Vacherin French Ice Cream Dessert

French Vacherin Ice Cream Cake

5 from 4 votes
Vacherin-Ice-Cream-Dessert
Vacherin Ice Cream Cake
Prep Time
25 mins
Cook Time
1 hr
Freezing Time
1 hr
Total Time
2 hrs 25 mins
 

A French iced celebration cake that's easy to prepare in advance. Just add meringue to a layer of vanilla ice cream and raspberry sorbet and top with unsugared Chantilly cream, laced with Chambord raspberry liqueur (gluten free).

Course: Dessert
Cuisine: French
Keyword: French iced dessert, gluten free desserts, Ice cream cake, Ice Cream Dessert, Vacherin
Servings: 8 people
Calories: 396 kcal
Author: Jill Colonna
Ingredients
Meringue
  • 3 egg whites
  • 100 g (3.5oz) sugar
  • 100 g (3.5oz) icing sugar (powdered/confectioner's sugar)
Ice Cream
  • 500 g (18oz) vanilla ice cream or other creamy, soft ice cream
  • 400 g (14oz) raspberry sorbet
Chantilly Cream
  • 300 g (10.5oz whipping cream (crème fleurette 30% fat)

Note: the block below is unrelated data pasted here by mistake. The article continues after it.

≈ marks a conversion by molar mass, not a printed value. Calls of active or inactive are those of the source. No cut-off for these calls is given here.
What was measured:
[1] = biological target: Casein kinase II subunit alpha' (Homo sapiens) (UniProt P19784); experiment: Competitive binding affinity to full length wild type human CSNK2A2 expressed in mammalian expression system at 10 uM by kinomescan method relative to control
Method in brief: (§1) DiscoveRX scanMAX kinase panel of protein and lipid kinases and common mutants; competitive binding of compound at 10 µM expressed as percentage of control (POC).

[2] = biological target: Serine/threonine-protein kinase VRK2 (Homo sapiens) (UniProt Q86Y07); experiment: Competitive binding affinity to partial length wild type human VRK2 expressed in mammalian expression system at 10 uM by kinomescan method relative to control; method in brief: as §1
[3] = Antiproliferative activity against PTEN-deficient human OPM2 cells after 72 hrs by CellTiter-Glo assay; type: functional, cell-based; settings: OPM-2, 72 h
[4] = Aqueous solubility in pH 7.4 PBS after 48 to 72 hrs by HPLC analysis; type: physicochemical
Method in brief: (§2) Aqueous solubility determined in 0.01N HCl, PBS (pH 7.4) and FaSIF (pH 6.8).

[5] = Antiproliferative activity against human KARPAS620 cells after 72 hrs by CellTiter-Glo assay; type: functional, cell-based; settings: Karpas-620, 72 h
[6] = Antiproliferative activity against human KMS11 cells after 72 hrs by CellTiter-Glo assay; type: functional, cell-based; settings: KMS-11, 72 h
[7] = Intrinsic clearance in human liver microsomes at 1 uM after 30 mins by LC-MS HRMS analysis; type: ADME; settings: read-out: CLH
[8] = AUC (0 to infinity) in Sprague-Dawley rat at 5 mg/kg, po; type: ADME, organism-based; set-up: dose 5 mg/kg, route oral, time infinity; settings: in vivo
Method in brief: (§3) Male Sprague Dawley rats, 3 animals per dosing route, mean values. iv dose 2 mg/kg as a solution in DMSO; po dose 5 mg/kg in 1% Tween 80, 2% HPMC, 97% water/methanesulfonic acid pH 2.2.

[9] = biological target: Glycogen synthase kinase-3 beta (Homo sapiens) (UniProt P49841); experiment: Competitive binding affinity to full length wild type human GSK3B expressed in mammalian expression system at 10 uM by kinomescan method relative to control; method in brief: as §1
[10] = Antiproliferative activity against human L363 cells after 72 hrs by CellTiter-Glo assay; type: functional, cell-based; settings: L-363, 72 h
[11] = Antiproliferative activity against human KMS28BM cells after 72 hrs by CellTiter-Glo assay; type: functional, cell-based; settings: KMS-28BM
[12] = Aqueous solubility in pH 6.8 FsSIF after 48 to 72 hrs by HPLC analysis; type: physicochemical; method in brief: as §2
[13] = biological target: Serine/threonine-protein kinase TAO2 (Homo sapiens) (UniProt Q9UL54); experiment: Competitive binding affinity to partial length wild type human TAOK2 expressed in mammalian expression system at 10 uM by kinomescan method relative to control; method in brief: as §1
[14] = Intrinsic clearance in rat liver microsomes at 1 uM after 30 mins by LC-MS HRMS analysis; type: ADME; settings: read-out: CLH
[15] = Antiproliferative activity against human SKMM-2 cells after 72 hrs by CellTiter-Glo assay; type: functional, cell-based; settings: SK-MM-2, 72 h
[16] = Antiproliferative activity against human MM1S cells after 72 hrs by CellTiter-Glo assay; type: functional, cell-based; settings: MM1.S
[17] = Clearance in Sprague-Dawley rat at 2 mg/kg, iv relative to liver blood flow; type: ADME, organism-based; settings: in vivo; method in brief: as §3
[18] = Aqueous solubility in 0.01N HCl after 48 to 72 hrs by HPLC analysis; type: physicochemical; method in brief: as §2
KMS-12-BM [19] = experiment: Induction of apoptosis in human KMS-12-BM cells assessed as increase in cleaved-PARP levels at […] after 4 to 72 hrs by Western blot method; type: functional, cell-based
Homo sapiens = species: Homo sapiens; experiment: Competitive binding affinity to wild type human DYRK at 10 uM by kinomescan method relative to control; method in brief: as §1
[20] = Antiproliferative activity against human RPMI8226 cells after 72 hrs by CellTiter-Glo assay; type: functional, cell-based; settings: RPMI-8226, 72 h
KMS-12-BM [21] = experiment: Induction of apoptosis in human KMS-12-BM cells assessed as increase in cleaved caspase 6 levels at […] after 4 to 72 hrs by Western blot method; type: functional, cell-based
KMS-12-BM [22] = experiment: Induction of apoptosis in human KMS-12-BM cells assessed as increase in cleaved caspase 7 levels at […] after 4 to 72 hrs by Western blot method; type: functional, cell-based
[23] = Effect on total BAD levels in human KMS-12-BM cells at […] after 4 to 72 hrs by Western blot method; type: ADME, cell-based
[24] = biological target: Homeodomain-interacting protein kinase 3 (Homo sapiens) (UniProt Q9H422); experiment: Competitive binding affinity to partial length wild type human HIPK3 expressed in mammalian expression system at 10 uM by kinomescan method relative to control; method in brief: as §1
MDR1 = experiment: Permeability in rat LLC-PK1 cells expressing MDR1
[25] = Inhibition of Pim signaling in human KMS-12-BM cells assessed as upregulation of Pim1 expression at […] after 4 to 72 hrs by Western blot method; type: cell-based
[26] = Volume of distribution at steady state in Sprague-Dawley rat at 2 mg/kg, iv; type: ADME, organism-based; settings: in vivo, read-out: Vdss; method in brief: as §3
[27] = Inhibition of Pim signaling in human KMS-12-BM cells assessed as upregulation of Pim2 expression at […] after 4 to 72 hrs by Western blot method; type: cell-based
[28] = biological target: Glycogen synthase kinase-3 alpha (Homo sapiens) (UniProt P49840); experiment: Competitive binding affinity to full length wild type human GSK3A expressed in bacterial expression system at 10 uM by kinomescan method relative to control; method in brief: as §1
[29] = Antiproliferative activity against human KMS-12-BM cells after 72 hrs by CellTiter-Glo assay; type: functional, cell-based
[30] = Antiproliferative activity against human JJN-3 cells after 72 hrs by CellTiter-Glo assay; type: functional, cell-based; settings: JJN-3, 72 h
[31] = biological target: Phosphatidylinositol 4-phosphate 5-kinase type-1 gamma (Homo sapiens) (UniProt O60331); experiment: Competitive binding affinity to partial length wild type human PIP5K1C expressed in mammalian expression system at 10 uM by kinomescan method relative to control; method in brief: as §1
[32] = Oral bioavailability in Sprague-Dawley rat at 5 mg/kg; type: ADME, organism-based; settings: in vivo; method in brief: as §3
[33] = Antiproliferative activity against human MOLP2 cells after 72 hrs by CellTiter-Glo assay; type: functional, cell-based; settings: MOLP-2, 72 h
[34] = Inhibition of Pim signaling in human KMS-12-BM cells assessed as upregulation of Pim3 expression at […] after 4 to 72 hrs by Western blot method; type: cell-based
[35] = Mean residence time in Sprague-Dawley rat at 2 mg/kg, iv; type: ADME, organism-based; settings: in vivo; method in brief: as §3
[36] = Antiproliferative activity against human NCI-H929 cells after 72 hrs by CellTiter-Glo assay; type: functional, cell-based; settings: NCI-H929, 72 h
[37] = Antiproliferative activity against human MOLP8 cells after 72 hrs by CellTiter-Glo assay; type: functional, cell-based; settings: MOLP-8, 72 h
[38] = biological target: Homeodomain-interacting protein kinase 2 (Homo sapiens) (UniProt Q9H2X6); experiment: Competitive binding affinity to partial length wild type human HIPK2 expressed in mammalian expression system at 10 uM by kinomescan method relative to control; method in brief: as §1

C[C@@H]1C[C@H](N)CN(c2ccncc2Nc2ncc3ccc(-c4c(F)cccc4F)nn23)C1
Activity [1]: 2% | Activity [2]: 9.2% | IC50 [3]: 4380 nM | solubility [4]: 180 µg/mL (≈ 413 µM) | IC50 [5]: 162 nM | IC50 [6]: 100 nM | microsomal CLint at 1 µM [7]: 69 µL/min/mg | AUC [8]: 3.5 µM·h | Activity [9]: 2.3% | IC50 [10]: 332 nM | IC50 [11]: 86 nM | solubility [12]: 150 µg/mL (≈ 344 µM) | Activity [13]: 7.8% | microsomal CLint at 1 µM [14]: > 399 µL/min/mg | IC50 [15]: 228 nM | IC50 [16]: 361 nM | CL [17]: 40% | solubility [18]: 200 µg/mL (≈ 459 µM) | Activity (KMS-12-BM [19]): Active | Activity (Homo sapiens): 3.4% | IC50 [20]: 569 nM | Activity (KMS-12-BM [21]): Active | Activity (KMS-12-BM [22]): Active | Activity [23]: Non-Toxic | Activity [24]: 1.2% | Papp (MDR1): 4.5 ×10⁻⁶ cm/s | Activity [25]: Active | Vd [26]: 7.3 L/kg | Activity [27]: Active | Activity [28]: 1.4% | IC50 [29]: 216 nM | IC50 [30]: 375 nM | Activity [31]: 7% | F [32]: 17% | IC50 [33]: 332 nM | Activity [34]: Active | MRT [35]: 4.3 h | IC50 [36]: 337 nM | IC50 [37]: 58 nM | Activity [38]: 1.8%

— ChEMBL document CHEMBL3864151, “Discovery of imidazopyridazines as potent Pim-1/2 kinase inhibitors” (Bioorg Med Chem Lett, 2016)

• 1/4 tsp vanilla powder or few drops vanilla extract
  • 1 tbsp Chambord Liqueur (or Kirsch) (optional)
Decor (optional)
  • pistachios
  • dusting of icing/confectioner's sugar
  • fresh raspberries
Instructions
Meringue
  1. Take an 18cm cake ring and trace the ring on to parchment paper as a guide for the spiral. Preheat the oven to 130°C/110°C fan/250°F/Gas 1/2

  2. Using an electric whisk (hand or stand mixer) whip up the egg whites until foaming, then gradually add a third of the normal sugar until it starts to look brilliant, then add the rest until the meringue has stiff peaks. Stop the whisk and fold in the icing sugar